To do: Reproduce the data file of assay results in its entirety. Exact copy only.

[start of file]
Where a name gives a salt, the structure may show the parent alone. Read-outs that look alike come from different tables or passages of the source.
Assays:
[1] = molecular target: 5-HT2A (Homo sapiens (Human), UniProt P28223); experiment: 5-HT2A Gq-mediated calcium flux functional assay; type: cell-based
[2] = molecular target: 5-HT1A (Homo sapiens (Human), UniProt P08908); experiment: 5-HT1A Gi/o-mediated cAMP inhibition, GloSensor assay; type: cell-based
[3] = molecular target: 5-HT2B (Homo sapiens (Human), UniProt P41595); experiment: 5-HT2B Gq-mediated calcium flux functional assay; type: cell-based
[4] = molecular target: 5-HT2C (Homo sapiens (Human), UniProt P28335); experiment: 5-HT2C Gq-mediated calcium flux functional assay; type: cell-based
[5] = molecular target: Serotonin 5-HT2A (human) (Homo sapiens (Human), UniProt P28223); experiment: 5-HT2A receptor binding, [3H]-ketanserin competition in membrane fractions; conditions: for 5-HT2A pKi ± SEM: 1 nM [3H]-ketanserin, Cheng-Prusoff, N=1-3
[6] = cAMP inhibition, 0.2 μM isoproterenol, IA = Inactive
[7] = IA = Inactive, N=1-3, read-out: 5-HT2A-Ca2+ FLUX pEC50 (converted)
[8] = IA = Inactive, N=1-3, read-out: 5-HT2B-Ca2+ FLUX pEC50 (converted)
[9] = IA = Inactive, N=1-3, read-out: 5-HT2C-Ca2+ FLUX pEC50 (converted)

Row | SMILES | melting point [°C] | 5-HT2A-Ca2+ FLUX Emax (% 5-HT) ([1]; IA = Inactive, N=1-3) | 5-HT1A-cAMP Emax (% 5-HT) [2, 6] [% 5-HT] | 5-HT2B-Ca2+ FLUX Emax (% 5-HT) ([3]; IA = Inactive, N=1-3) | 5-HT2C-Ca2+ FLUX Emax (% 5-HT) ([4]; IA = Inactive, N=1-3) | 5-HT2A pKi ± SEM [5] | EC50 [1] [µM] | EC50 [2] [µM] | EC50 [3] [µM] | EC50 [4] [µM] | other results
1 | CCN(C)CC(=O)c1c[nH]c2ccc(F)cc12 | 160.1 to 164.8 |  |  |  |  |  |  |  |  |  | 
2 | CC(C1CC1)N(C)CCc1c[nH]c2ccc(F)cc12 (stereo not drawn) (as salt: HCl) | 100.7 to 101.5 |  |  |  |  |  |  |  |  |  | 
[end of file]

Where a name gives a salt, the structure may show the parent alone. Read-outs that look alike come from different tables or passages of the source.
Assays:
[1] = molecular target: 5-HT2A (Homo sapiens (Human), UniProt P28223); experiment: 5-HT2A Gq-mediated calcium flux functional assay; type: cell-based
[2] = molecular target: 5-HT1A (Homo sapiens (Human), UniProt P08908); experiment: 5-HT1A Gi/o-mediated cAMP inhibition, GloSensor assay; type: cell-based
[3] = molecular target: 5-HT2B (Homo sapiens (Human), UniProt P41595); experiment: 5-HT2B Gq-mediated calcium flux functional assay; type: cell-based
[4] = molecular target: 5-HT2C (Homo sapiens (Human), UniProt P28335); experiment: 5-HT2C Gq-mediated calcium flux functional assay; type: cell-based
[5] = molecular target: Serotonin 5-HT2A (human) (Homo sapiens (Human), UniProt P28223); experiment: 5-HT2A receptor binding, [3H]-ketanserin competition in membrane fractions; conditions: for 5-HT2A pKi ± SEM: 1 nM [3H]-ketanserin, Cheng-Prusoff, N=1-3
[6] = cAMP inhibition, 0.2 μM isoproterenol, IA = Inactive
[7] = IA = Inactive, N=1-3, read-out: 5-HT2A-Ca2+ FLUX pEC50 (converted)
[8] = IA = Inactive, N=1-3, read-out: 5-HT2B-Ca2+ FLUX pEC50 (converted)
[9] = IA = Inactive, N=1-3, read-out: 5-HT2C-Ca2+ FLUX pEC50 (converted)

Row | SMILES | melting point [°C] | 5-HT2A-Ca2+ FLUX Emax (% 5-HT) ([1]; IA = Inactive, N=1-3) | 5-HT1A-cAMP Emax (% 5-HT) [2, 6] [% 5-HT] | 5-HT2B-Ca2+ FLUX Emax (% 5-HT) ([3]; IA = Inactive, N=1-3) | 5-HT2C-Ca2+ FLUX Emax (% 5-HT) ([4]; IA = Inactive, N=1-3) | 5-HT2A pKi ± SEM [5] | EC50 [1] [µM] | EC50 [2] [µM] | EC50 [3] [µM] | EC50 [4] [µM] | other results
1 | CCN(C)CC(=O)c1c[nH]c2ccc(F)cc12 | 160.1 to 164.8 |  |  |  |  |  |  |  |  |  | 
2 | CC(C1CC1)N(C)CCc1c[nH]c2ccc(F)cc12 (stereo not drawn) (as salt: HCl) | 100.7 to 101.5 |  |  |  |  |  |  |  |  |  | 